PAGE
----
Tuckerman Ravine has Low avalanche danger. Natural and human triggered avalanches are unlikely. Huntington Ravine is not posted. We are no longer monitoring conditions in Huntington for the remainder of this season. You will need to do your own snow stability assessments. A danger of falling ice exists and will persist until it all comes down.
It was a long time coming this season, but we’re actually into a solid corn cycle right now. This is contributing to a very stable snowpack, so other hazards take center stage over avalanches at this time. The freezing overnight that allows this cycle to continue makes the snow surfaces very firm until they can soften up with the day’s warmth. Not only are they firm and icy, but the texture is very rough. Falling on this surface not only results in rapid acceleration, but it can scrape away deep layers of skin in short time. Long sliding falls are a serious hazard, but you are in complete control when it comes to the ability to prevent an accident. Having the skills to use the appropriate mountaineering equipment to keep you on your feet and on the slope, and staying within the limits of your climbing ability given the conditions at the time you’re there will help you mitigate the sliding fall hazard.
Be wary of ice hanging over the approach to the Sluice and Center Bowl which has held on tenaciously through a few warm days over the past weeks. This ice will fall down in large chunks that roll unpredictably and with surprising speed. Don’t linger at Lunch Rocks or in the floor of the ravine, it just isn’t worth it when sitting on your pack or another rock somewhere out of the fall line is an easy option. Hanging out under the ice is a game of Russian roulette. Some days there are more rounds in the chamber than others but why play those odds at all if you don’t have to. Choose your routes carefully to reduce exposure to this hazard.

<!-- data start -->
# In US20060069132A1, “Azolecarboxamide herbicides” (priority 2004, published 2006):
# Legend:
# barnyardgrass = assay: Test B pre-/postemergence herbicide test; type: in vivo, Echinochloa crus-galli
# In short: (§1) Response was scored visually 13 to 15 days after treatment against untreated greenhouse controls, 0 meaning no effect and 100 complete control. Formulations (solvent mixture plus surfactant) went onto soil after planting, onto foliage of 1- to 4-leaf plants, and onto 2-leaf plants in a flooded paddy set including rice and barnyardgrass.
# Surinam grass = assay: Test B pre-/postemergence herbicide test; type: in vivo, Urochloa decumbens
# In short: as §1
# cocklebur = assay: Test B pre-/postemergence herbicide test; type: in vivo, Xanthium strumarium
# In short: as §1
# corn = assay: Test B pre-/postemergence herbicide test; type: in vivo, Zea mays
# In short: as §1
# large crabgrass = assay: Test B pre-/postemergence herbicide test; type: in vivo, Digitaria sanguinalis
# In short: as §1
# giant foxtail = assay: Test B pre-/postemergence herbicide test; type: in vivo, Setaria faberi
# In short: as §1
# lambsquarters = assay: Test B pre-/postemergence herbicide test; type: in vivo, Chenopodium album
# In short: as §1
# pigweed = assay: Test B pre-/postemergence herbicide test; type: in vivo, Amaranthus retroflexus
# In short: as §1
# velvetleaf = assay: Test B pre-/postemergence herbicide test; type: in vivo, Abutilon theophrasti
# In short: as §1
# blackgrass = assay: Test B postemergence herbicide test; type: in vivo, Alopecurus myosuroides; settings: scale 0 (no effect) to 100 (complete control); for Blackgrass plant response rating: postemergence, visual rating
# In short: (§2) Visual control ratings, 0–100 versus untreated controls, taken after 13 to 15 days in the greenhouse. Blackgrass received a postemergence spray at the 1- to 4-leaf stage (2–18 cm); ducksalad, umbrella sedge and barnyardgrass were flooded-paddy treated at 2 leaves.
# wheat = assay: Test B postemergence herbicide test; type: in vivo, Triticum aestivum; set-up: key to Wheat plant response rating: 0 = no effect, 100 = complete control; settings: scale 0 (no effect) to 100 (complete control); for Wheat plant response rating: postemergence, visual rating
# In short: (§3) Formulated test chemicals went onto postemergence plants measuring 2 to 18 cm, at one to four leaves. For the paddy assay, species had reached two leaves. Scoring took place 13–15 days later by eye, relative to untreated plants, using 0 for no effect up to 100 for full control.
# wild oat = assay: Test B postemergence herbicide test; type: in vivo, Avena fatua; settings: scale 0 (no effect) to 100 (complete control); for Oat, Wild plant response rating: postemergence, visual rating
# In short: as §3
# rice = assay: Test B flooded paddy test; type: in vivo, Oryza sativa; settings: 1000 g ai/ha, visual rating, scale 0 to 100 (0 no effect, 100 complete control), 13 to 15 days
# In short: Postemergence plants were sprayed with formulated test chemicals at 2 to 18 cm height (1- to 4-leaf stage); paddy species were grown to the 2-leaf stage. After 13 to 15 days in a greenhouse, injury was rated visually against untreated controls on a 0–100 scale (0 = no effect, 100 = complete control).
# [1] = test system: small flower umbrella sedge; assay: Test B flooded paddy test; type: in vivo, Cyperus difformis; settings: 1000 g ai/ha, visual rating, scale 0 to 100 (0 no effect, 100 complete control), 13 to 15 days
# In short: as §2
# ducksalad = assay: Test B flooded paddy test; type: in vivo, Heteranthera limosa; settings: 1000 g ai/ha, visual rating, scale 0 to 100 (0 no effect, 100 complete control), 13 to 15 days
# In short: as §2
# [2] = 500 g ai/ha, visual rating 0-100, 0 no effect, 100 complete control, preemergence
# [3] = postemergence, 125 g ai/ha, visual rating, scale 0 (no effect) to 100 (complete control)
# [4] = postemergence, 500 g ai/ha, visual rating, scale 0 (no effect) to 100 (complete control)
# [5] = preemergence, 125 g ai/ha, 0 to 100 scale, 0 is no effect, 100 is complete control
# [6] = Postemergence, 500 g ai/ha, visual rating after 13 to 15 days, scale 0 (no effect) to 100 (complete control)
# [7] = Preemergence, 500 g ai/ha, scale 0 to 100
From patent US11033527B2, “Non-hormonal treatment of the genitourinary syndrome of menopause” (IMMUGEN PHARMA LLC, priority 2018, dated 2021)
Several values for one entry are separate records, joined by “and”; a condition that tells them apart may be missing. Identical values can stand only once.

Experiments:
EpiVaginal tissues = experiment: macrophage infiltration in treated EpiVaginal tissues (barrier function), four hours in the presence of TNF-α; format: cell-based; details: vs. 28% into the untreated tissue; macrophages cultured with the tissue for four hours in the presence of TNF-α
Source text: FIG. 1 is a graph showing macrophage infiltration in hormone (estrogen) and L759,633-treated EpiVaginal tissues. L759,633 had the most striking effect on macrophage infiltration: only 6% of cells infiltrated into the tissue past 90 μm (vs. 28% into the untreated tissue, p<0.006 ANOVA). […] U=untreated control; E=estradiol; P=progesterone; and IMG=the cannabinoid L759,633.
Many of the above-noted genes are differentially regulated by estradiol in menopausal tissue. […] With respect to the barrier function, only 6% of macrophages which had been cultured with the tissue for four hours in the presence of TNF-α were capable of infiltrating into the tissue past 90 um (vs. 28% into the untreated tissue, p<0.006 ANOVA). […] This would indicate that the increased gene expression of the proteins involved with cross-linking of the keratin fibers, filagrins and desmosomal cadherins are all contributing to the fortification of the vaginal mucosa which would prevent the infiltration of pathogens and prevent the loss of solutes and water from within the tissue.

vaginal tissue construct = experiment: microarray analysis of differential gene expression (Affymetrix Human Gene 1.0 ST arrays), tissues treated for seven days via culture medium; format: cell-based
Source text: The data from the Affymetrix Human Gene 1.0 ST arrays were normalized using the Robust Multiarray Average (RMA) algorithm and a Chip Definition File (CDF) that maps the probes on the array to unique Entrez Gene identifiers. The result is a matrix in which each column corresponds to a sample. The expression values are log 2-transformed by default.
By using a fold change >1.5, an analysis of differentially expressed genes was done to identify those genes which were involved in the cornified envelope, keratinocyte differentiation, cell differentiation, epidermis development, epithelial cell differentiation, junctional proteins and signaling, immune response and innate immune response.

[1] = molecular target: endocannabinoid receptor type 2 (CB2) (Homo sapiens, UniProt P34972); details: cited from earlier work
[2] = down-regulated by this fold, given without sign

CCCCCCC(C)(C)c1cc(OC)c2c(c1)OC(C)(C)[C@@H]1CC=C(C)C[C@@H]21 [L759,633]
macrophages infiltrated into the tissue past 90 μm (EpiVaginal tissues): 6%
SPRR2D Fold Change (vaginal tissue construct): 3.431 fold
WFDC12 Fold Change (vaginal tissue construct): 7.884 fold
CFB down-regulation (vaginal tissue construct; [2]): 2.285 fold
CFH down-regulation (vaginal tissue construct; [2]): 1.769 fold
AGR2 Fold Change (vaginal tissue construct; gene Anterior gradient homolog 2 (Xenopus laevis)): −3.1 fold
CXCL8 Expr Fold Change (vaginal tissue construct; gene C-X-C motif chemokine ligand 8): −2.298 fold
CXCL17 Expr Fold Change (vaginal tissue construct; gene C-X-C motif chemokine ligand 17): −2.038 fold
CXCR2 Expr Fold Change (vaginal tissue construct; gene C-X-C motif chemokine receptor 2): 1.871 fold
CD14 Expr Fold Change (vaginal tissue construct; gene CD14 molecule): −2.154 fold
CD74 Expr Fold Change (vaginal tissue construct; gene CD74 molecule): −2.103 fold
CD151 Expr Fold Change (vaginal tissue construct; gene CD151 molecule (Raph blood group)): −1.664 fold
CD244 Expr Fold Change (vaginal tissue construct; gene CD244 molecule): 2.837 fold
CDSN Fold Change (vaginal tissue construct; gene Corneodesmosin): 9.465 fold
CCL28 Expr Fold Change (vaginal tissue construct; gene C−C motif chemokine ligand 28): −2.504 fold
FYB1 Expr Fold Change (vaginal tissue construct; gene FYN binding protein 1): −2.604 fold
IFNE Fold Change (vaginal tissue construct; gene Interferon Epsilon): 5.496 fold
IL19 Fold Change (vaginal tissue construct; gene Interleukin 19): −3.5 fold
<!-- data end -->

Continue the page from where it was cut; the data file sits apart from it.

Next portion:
Crevasses have opened and will continue to open as our snowpack creeps downhill. The slab of snow marking the lookers’ right edge of last Friday’s wet slab avalanche has a developing crack near the top. This slab is unsupported and is close to 6′ thick on a slope approaching 50 degrees. Though an avalanche here is unlikely, it is not impossible. If it does slide you don’t want to be anywhere near it. Additionally, the snowpack has begun to pull apart as it slowly creeps downhill. Crevasses are forming in the Sluice, Lip and Center Bowl areas. These slots can be deep enough to create a significant fall hazard and have been the scene of many accidents in the past, some of which were fatal. Give the crevasses and areas around any ice a wide berth.
Forest Service snow machines have been put away for the year and Snow Rangers are not on the mountain everyday due to other responsibilities on the White Mountain National Forest. Though we are still closely monitoring conditions and are ready to respond to incidents, our response time will be greatly increased. As always, you need to be ready to initiate and carry out your own rescue effort so be prepared with the knowledge and equipment to effectively help yourself or someone else in your party.
The Sherburne Ski Trail is closed about 0.75 miles uphill of Pinkham Notch. At the rope, you will need to cross over to the hiking trail and walk down to the parking lot. PLEASE do not walk or attempt to ski the trail below the rope–it isn’t built for foot travel and you will contribute to the erosion of this trail.
Safe travel in avalanche terrain requires training and experience. This advisory is just one tool to help you make your own decisions in avalanche terrain. You control your own risk by choosing where, when, and how you travel.
Anticipate a changing avalanche danger when actual weather differs from the higher summits forecast.
For more information contact the Forest Service Snow Rangers, the Mount Washington Volunteer Ski Patrol, or the AMC at Pinkham Notch Visitor Center.
Posted at 7:30 a.m., April 23, 2013. A new advisory will be issued tomorrow.
Jeff Lane, Snow Ranger
USDA Forest Service
White Mountain National Forest
(603) 466-2713 TTY (603) 466-2856